The petition in Elon Moreh was submitted to the High Court in June 1979 by several residents of the village of Rujeib, southeast of Nablus. The petition asked the court to nullify an order issued by the IDF commander in the region for the requisition of some 5,000 dunam. The land affected by the seizure order was slated for the establishment of a settlement, named Elon Moreh. Work on laying the infrastructure for the settlement began on the same day the order was issued. The state’s response, as customary until this case, was that the settlement was planned for military reasons, and accordingly the requisition orders were lawful. In contrast to previous cases, however, settlers who intended to live in Elon Moreh joined as respondents to the petition. In an affidavit submitted to the Court, one of the leaders of Gush Emunim, Menachem Felix, explained his perspective regarding the goals of the seizure:

Basing the requisition orders on security grounds in their narrow, technical meaning rather than their basic and comprehensive meaning as explained above can be construed only in one way: the settlement is temporary and replaceable. We reject this frightening conclusion outright. It is also inconsistent with the government’s decision on our settling on this site. In all our contacts and from the many promises we received from government ministers, and most importantly from the prime minister himself − and the said seizure order was issued in accordance with the personal intervention of the prime minister − all see Elon Moreh to be a permanent Jewish settlement no less than Deganya or Netanya.

Chaim Bar Lev, a former army chief of staff, also challenged the argument of military need to establish Elon Moreh. In an affidavit on behalf of the petitioners that was submitted to the Court, Bar Lev stated that, “Elon Moreh, to the best of my professional evaluation, does not contribute to Israel’s security.”

Against the background of these two affidavits, which undermined the argument of military necessity, and based on the extensive evidence brought before the court regarding the pressure that Gush Emunim applied on the government to approve the settlement, the High Court ordered the IDF to dismantle the settlement and return the seized land to its owners. The immediate result of this ruling was the finding of an alternative site for the establishment of the settlement of Elon Moreh. Beyond this, however, the ruling was a watershed in terms of the legal tools that would henceforth be used by Israel in establishing and expanding settlements.

Since Elon Moreh, military seizure orders have not been used for the purpose of the establishment and expansion of settlements. However, this tool has been reintroduced and widely used since 1994 to build bypass roads. This occurred as part of the plans for preparing for the redeployment of IDF forces in the Occupied Territories following the signing of the Oslo Accords between Israel and the Palestinian Authority.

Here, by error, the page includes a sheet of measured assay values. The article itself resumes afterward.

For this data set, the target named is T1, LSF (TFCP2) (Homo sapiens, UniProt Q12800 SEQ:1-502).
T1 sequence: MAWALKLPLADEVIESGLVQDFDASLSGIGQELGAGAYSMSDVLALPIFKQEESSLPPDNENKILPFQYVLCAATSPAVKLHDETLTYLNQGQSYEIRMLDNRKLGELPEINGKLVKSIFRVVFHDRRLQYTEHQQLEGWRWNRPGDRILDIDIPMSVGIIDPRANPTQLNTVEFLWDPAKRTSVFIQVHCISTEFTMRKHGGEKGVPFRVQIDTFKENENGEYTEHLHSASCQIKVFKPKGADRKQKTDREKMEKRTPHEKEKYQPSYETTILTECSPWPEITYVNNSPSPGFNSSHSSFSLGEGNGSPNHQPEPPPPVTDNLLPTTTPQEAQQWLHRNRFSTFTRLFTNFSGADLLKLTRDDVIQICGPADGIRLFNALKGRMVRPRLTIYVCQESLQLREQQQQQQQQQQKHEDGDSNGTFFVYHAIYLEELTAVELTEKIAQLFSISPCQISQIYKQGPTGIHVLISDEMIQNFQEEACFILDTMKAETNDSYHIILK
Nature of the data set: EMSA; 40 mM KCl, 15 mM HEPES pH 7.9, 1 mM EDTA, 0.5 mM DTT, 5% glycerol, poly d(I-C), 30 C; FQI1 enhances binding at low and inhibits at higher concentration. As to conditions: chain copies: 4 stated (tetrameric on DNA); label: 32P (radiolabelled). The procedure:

One of the main components of this plan was the construction of an extensive system of bypass roads intended to meet four key needs defined by the Ministry of Defense to facilitate Israeli civilian travel in the Occupied Territories: to enable them to travel in the Occupied Territories without passing through Palestinian population centers; to permit Israelis to travel across the Green Line by the shortest route; to maintain “an internal fabric of life” within the Israeli settlement blocs; and to ensure that Palestinian traffic did not pass through the settlements. According to an examination undertaken by the State Comptroller, between August 1994 and September 1996, the army issued requisition orders in the framework of this plan for 4,386 dunam of private land, for the purpose of constructing seventeen bypass roads.

In one case, Palestinian residents petitioned the High Court against requisition orders issued for their land. They claimed, inter alia, that the construction of bypass roads for the settlements could not be considered a military need. The court rejected the petition, accepting the state’s argument that the construction of the roads was needed for “absolute security needs.”

After the outbreak of the al-Aqsa intifada, toward the end of 2000, a new wave of land requisition through military orders began. Private lands were seized to construct new bypass roads to replace old roads or bypass roads that were no longer safe. The new roads were intended to meet the needs of the settlers who, since the beginning of the new intifada, had suffered repeated attacks from Palestinians while traveling on the roads. According to one press report, eight new bypass roads are currently in various phases of construction, at a total cost of NIS 228 million.